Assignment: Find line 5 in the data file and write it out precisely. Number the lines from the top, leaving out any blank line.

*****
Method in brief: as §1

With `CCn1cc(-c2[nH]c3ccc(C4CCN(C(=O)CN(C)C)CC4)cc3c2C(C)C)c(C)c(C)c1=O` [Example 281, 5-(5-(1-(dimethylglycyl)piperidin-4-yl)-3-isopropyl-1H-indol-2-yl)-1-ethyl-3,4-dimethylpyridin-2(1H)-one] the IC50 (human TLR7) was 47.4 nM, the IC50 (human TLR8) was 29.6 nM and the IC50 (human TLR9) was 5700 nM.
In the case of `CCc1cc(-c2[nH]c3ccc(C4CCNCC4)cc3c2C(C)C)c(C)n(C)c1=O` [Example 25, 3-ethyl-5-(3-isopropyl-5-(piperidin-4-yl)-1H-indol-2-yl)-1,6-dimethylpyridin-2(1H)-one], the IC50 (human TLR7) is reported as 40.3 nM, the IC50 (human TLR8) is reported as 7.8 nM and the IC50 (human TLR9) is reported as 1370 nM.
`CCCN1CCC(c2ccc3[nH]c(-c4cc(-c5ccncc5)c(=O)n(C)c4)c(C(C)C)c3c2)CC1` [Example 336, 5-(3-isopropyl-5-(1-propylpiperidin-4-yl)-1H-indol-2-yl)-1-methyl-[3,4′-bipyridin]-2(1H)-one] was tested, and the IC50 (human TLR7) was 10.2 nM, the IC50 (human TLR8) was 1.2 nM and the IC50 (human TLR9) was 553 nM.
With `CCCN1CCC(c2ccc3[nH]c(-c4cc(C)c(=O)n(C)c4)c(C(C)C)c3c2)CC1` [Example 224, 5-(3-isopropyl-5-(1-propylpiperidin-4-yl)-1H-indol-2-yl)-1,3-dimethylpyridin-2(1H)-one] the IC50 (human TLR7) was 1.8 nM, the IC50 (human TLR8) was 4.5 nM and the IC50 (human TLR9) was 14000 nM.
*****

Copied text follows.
With `CCCN1CCC(c2ccc3[nH]c(-c4cc(C)c(=O)n(C)c4)c(C(C)C)c3c2)CC1` [Example 224, 5-(3-isopropyl-5-(1-propylpiperidin-4-yl)-1H-indol-2-yl)-1,3-dimethylpyridin-2(1H)-one] the IC50 (human TLR7) was 1.8 nM, the IC50 (human TLR8) was 4.5 nM and the IC50 (human TLR9) was 14000 nM.